The United Nations World Happiness Report of 2021 ranks India 139 out of 149 countries. India’s dismal performance on happiness is crucial if we look at governance and the law.
GS-II: International Relations (International Organizations and their Reports)
Dimensions of the Article:
- About World Happiness Report
- Highlights of the World Happiness Report 2021
- Role of Good Governance in Happiness of the Citizens
- Way Forward
About World Happiness Report
- The World Happiness Report is released by the Sustainable Development Solutions Network for the United Nations, ranking 149 countries by how happy their citizens perceive themselves to be.
- The United Nations World Happiness Report was first published in 2012. Until then, happiness was not considered an objective of governance.
- Happiness has now emerged as a new measure of the quality of governance.
- The connection between law, governance and happiness has been gaining considerable attention over the years. This is because the report has shown time and again that countries with a higher GDP and higher per capita income are not necessarily the happiest.
- The rankings are based on polling (Gallup World Poll) which looks at six variables:
- Gross Domestic Product Per Capita (Purchasing Power Parity).
- Social Support.
- Healthy life expectancy at birth.
- Freedom to make life choices.
- Perceptions of corruption.
Highlights of the World Happiness Report 2021
- Happiness was measured by also taking into consideration the effects of COVID-19 on the people and their evaluation of the performance of governance systems.
- The report shows that COVID-19-induced social distancing had a severe impact on happiness as sharing and community life were hugely affected during the pandemic.
- Finland has been ranked as the happiest country in the world for the fourth consecutive year, followed by Iceland, Denmark, Switzerland, The Netherlands, Sweden, Germany and Norway.
- Afghanistan (149) is the most unhappy country, followed by Zimbabwe (148), Rwanda (147), Botswana (146) and Lesotho (145).
- India has been ranked 139, out of 149 countries evaluated – compared to being ranked 144 out of 156 countries surveyed in 2020.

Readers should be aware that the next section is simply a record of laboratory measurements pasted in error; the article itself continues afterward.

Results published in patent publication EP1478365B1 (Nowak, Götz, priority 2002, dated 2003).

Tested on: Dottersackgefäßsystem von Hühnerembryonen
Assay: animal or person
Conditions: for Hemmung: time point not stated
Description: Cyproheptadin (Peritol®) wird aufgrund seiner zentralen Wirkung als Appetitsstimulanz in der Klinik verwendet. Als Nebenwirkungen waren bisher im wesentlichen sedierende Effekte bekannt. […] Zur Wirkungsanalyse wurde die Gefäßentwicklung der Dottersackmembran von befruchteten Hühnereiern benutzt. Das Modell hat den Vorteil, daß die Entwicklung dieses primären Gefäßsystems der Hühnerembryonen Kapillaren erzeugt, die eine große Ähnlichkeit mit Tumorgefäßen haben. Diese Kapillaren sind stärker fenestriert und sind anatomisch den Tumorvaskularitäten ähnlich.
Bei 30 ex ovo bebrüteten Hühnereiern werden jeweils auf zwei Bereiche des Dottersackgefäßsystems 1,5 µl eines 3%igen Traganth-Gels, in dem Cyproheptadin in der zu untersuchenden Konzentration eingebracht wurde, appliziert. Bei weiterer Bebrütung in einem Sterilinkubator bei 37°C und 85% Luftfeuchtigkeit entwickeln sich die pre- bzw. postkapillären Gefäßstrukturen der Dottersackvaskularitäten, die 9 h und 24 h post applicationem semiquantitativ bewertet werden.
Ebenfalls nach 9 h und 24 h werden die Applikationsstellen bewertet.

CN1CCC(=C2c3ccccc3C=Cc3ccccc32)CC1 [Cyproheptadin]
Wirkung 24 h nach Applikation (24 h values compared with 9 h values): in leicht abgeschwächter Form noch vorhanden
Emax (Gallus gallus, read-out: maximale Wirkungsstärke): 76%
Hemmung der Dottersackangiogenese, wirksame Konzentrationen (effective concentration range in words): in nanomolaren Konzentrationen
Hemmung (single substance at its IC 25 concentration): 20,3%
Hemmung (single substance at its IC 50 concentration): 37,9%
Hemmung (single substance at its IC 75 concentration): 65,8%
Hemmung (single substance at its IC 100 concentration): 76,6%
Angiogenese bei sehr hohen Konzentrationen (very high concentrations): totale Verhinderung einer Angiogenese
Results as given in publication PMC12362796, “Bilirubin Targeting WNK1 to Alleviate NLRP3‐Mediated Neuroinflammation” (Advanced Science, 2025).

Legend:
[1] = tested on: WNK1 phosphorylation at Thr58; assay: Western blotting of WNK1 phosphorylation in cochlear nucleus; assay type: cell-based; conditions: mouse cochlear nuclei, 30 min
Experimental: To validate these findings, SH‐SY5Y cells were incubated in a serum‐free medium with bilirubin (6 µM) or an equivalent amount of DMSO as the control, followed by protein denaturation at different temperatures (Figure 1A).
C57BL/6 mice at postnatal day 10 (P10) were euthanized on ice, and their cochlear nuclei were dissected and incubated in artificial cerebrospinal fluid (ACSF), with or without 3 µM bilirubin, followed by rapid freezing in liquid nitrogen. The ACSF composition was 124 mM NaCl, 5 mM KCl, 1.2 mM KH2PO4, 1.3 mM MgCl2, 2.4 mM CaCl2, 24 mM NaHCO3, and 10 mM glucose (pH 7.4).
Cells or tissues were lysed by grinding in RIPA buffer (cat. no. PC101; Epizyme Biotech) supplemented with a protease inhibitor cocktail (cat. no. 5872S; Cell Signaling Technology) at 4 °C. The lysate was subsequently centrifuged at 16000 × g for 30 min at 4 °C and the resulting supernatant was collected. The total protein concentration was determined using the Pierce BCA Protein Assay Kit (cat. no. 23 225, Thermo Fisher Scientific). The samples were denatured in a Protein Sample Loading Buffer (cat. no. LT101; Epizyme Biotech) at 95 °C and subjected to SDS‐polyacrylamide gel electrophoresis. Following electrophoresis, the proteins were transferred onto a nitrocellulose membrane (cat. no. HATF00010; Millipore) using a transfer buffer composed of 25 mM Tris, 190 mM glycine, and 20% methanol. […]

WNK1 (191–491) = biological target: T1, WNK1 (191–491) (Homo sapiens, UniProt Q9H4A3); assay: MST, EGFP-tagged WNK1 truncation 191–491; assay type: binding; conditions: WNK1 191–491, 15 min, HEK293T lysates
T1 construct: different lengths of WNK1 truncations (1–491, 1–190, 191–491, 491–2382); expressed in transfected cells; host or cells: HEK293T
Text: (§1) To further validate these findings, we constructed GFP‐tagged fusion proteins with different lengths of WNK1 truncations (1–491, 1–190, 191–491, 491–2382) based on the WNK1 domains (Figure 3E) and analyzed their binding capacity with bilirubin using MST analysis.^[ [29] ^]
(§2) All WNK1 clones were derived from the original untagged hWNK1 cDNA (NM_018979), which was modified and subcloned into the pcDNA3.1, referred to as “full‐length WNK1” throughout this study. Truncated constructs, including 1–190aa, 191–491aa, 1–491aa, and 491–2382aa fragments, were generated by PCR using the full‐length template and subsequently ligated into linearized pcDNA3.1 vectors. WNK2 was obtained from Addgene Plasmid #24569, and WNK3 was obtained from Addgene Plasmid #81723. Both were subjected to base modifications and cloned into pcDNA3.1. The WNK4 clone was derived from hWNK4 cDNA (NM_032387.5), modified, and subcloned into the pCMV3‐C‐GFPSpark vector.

- India’s neighbors Pakistan (105), Bangladesh (101) and China (84) are ranked higher than India.
- India’s gloomy performance on happiness is crucial when governance and the law are considered.
- Happiness has never been considered an explicit goal of public policy in India.
- The trust and confidence enjoyed by public institutions are quite pertinent in the happiness score sheet.
Role of Good Governance in Happiness of the Citizens
- Guarantees of rights, participation, dignity and social justice are crucial in the determination of happiness in a society like India.
- The great degree of unhappiness in Indian society has a lot to do with the way the law and its institutions operate.
- People live in pain and anguish as their grievances remain unaddressed by the legal system.
- Every case that is decided by the courts need not necessarily bring happiness to the people.
- According to the World Justice Report, as many as 40% of people live outside the protection of the law in the world. More than 5 billion people fall into this ‘justice gap’. India’s share is very big in these figures.
- The estimated figure of 3.5 crore pending cases in various courts of the country is not merely a number as all those connected with these cases are in a state of anxiety. They are certainly not happy people.
- Typically, the criminal justice system for these people is a source of unhappiness.
- India’s rule of law rank was 69 as per the World Justice report 2021. It has a chilling effect on the right to life, liberty, economic justice, dignity and national integration.
- Justice in India hardly seems to take up the goal of happiness in society.
- Criminal justice drastically impacts the lives of people. It is capable of providing safety but it also leads to fear, stigma and repression. People are rarely satisfied with the police and courts in this country.
- India can learn from the fact that “Law is capable of creating many positive obligations”, which may lead to a collective conscience, care and cooperation. It is capable of making people feel that they have a role in resolving their problems through distributive justice.
- Additionally, data suggest that happy countries have lower crime rates. Crime and its resultant suffering are a major source of unhappiness. Hence, there is a need for steps to be taken to reduce the crime rates in the country.
- Countries scoring high on the Rule of Law Index also score well on the index of happiness. Hence, there can be addition focus on adhering to the principle of Rule of Law.
- In the report, happiness levels were significantly determined by various socio-demographic factors like health, education, crime rate, criminal victimisation and fear of crime. India should focus on improving these factors.
-Source: The Hindu